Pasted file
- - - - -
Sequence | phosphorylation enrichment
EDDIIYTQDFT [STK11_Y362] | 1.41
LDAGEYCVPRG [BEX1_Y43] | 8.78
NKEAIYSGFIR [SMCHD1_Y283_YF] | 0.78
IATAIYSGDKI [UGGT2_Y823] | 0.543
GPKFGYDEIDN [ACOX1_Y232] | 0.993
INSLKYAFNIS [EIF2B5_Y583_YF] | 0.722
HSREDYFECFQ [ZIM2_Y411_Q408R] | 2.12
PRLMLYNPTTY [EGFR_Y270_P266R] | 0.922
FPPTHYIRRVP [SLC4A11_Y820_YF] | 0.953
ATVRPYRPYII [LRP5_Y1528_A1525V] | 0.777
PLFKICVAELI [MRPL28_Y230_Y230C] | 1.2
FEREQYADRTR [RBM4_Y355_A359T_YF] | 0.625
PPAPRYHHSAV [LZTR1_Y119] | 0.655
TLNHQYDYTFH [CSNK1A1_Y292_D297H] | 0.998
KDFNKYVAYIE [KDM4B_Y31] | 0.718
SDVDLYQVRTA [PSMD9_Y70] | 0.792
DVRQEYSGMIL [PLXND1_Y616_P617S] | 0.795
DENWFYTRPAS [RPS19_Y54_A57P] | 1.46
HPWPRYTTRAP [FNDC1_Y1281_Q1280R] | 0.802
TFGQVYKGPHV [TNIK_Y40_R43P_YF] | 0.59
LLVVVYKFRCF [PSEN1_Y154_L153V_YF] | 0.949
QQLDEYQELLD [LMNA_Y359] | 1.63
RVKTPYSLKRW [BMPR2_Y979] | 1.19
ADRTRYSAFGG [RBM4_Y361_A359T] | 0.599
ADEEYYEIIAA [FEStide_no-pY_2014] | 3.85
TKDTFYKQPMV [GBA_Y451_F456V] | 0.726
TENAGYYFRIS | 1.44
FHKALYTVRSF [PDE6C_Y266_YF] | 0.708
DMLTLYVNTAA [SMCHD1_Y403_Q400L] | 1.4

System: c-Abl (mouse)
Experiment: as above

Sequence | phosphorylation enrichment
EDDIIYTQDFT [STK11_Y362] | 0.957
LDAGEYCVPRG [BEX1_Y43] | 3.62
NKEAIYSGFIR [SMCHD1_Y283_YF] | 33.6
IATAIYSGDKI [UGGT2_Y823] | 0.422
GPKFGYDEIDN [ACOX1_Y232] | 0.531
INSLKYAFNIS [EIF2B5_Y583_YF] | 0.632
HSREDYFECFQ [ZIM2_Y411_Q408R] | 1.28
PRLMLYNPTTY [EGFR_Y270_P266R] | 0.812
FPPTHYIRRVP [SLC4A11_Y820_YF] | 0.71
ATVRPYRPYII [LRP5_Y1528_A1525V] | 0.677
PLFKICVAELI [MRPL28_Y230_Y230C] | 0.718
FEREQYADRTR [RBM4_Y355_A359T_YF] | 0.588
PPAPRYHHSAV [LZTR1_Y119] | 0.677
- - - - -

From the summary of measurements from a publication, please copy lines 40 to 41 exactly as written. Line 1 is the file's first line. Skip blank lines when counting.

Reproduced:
HSREDYFECFQ [ZIM2_Y411_Q408R] | 1.28
PRLMLYNPTTY [EGFR_Y270_P266R] | 0.812